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Wed05272015

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Earth Hour 2013 looks for change

Earth Hour is not merely an annual event but a continuous movement calling for real action to change the world we live in. “People from all walks of life, from all nations around the world, are the lifeblood of the Earth Hour interconnected global community. They have proven time and time again that if you believe in something strongly enough, you can achieve amazing things,” said Adam Ridley, chief executive officer...

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A.P.E.C. member economies likely to meet 45% energy efficiency goal by 2035 - report

A new report found that Asia Pacific Economic Cooperation member countries, even under business-as-usual scenarios, are likely to meet their 45 percent energy efficiency target by 2035. Commissioned by the Asia Pacific Energy Research Center and A.P.E.C. Energy Working Group, the report assessed energy demand and supply, as well as greenhouse gas emissions in the region. “A.P.E.C.’s energy efficiency surge over...

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Renewable energy crucial to securing Australia’s energy future - study

Australia must immediately invest in alternative energy technologies in order to pull off its emissions reduction targets and provide a sustainable energy system for the country by 2035, suggestes a new study by the Global Change Institute at The University of Queensland. Apart from coal-fired power plants, a combination of large-scale renewable energy facilities, including solar and wind, is needed to secure...

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Punitive tariff against Chinese P.V. products will shrink E.U. solar industry - report

A recent study found that any form of disciplinary tariffs against imported Chinese solar products will result in the downfall of the photovoltaic industry across the European Union. According to independent economic institute Prognos, anti-dumping or countervailing duties imposed at whatever level on Chinese photovoltaic equipment will consequently reduce demand for solar products, translating into significant...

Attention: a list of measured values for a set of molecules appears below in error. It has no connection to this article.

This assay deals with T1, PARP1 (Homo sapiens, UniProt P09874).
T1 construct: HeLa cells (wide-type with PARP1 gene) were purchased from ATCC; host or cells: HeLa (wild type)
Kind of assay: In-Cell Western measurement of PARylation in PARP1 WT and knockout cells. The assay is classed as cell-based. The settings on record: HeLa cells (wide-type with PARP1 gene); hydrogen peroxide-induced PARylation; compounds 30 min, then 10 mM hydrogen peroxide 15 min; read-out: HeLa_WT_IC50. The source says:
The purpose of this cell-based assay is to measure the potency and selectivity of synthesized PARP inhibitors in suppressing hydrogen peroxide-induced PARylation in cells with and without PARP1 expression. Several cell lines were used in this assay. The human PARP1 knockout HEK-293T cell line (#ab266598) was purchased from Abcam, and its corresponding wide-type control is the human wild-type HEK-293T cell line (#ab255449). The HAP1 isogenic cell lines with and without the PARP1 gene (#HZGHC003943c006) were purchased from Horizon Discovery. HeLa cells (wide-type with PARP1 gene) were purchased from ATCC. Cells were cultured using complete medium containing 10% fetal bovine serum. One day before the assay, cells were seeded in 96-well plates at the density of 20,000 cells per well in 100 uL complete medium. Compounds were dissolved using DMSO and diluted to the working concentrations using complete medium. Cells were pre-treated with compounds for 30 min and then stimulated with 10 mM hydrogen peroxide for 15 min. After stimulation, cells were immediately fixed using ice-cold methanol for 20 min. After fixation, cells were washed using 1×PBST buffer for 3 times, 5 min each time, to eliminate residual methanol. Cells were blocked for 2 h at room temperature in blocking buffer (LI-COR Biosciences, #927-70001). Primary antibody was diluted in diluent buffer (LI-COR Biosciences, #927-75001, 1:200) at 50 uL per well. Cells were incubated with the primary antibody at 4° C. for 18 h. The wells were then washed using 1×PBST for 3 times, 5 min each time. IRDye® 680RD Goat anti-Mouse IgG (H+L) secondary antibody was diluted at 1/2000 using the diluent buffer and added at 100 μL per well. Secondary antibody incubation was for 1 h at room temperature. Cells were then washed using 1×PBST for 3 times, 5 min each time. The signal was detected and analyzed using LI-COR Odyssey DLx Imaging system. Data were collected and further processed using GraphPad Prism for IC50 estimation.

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Restored plant diversity not an indicator of koalas returning

If the flora returns, it doesn’t mean the koala’s will. A study from the University of New South Wales found that the “build it and they will come paradigm,” the idea that if a disturbed landscape – such as a mine site – is restored so that plant diversity returns, the animals that once lived there will return too is not necessarily the case. According to the researchers, their findings show that mining...

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Arctic ice shrinking in volume, not just size

The CryoSat-2, a satellite launched by the European Space Agency just two years ago, has confirmed that not only has Arctic sea ice been declining, it’s been losing in volume as well. While other satellites have already shown drops in the area covered by Arctic sea ice, the CyroSat-2 is the first to measure the volume of sea ice, a much more accurate indicator of the changes taking place in the Arctic. The CryoSat-2, which...

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U.S. challenges India’s solar scheme restriction at W.T.O.

The United States has filed dispute settlement consultations at the World Trade Organization, questioning elements in India’s national solar program that purportedly discriminate the U.S. solar products. India’s Jawaharlal Nehru National Solar Mission requires solar energy producers to use homegrown solar cells and modules, and offers subsidies to those developers for using domestic equipment instead of imports. According to...

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Scotland reveals ambitious climate targets

Scotland has set out a new climate change plan which includes ambitious emissions reduction targets stretching over the next 14 years. Scotland aims to cut its greenhouse gas emissions from electricity generation by 50 grams per kilowatt hour by 2030, according to the white paper released at the Scottish Renewables-Scottish Enterprise Offshore Wind & Supply Chain Conference in Aberdeen. This represents an 83 percent reduction...

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NRW pioneers climate change bill in Germany

North Rhine-Westphalia is Germany’s first state to adopt a pioneering climate change bill, setting legally-binding greenhouse gas emissions reduction targets. The state, the most populous in Germany with four of the country's ten largest cities, is now committed to cut its emissions by 25 percent by 2020 and by at least 80 percent by 2050, compared to 1990 levels. “We are now at the Climate Change Bill, one of the most important...

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Renewables can be cost competitive with fossil fuels - Irena

Dramatic decline in costs allows renewable energy to become more and more competitive with fossil fuels worldwide, according to a recent study by the International Renewable Energy Agency. The report, released during the World Future Energy Summit in Abu Dhabi, projected that costs of various types of renewables will continue to fall rapidly over the coming years. Specifically, technologies with the largest cost reduction...

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